The project is part of a collaboration between nonprofit Ocean Alliance’s Parley for the Oceans and Intel, which is providing software to perform the analyses.
Besides the SnotBots’ collections, another fleet of drones will be equipped with cameras that will capture images of the whales so scientists can identify them. This will enable the team to monitor the whales without physically tagging them.
“For lack of a better term, I’ll call it ‘facial recognition,’” Alyson Griffin, vice president in Intel’s global marketing and communications group, told Digital Trends.
When the drones snap photos and collect snot, the data is streamed back to a ship, where Intel-backed software will analyze the data in real time. This will save time from what is usually a manual and and labor-intensive process.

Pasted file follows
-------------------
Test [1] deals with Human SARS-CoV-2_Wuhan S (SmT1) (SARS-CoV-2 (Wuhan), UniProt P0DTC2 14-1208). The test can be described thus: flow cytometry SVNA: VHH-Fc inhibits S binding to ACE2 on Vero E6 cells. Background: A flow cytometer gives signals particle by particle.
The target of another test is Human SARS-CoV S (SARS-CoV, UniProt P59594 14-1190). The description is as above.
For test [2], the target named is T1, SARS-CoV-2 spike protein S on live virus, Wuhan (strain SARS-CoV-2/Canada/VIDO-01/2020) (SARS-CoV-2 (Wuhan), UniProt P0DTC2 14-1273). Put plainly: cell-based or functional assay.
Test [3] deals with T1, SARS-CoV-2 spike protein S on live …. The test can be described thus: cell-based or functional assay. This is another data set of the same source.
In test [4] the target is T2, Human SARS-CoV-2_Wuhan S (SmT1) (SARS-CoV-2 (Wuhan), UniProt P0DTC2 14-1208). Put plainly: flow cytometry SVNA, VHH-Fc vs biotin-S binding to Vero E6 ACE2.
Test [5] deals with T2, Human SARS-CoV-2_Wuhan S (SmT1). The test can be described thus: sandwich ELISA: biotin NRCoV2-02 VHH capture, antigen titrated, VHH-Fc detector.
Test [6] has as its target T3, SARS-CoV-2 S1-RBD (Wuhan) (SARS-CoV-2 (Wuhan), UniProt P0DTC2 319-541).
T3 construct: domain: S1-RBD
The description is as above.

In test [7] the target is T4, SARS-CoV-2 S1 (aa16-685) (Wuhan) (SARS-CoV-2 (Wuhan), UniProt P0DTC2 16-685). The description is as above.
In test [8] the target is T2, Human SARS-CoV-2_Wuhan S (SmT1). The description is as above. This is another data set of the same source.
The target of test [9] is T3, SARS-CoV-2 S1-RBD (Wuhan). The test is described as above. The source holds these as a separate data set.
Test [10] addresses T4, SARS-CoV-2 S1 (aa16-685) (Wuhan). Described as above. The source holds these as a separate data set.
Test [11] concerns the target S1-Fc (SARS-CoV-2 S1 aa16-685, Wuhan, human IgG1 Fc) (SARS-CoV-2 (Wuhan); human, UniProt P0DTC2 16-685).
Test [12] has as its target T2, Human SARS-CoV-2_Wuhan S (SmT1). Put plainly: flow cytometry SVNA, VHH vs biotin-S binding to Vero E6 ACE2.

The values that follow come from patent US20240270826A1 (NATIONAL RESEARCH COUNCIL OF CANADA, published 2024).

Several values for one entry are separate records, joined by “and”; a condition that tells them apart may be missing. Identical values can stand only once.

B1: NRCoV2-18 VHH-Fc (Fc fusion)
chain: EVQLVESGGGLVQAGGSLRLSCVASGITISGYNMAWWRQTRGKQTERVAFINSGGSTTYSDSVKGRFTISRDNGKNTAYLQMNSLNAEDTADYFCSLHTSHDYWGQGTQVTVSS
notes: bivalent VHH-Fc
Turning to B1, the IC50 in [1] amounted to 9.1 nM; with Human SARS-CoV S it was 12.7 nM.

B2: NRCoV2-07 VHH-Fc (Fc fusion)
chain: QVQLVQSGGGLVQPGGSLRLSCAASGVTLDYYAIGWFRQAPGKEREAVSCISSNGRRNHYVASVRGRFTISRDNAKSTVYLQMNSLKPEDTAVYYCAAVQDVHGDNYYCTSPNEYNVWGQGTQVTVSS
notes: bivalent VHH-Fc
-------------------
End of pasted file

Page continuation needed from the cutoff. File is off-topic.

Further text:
“Algorithms on the ship analyze the health of the water and whales,” she said, “including who’s related, whether there are viruses, and what the acidity of the water is.”
Traditionally, missions like this would require collecting DNA or blood samples from individual whales in an invasive way, while monitoring them meant physically tagging with tracking devices. Now, Griffin said scientists “can be a safe distance away where there’s no harm to the whales.”
Studying whales is of course beneficial for whales, but it’s also important for us humans and the environment as a whole. As some of the ocean’s apex predators, whales offers a glimpse of the ocean’s overall environment, which ultimately relates to the well-being of humanity.